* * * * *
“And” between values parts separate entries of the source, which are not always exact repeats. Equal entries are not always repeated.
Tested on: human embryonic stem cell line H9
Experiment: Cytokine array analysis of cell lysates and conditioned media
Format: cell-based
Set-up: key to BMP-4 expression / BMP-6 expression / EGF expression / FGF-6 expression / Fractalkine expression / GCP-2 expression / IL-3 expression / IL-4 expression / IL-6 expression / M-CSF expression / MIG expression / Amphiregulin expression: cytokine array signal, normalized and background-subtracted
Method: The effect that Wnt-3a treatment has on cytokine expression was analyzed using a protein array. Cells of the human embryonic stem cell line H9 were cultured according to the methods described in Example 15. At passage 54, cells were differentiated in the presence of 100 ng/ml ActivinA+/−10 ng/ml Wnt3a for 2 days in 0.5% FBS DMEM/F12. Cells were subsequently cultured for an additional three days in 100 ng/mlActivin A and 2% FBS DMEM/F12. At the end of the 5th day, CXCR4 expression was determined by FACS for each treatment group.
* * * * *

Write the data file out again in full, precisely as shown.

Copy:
“And” between values parts separate entries of the source, which are not always exact repeats. Equal entries are not always repeated.
Tested on: human embryonic stem cell line H9
Experiment: Cytokine array analysis of cell lysates and conditioned media
Format: cell-based
Set-up: key to BMP-4 expression / BMP-6 expression / EGF expression / FGF-6 expression / Fractalkine expression / GCP-2 expression / IL-3 expression / IL-4 expression / IL-6 expression / M-CSF expression / MIG expression / Amphiregulin expression: cytokine array signal, normalized and background-subtracted
Method: The effect that Wnt-3a treatment has on cytokine expression was analyzed using a protein array. Cells of the human embryonic stem cell line H9 were cultured according to the methods described in Example 15. At passage 54, cells were differentiated in the presence of 100 ng/ml ActivinA+/−10 ng/ml Wnt3a for 2 days in 0.5% FBS DMEM/F12. Cells were subsequently cultured for an additional three days in 100 ng/mlActivin A and 2% FBS DMEM/F12. At the end of the 5th day, CXCR4 expression was determined by FACS for each treatment group.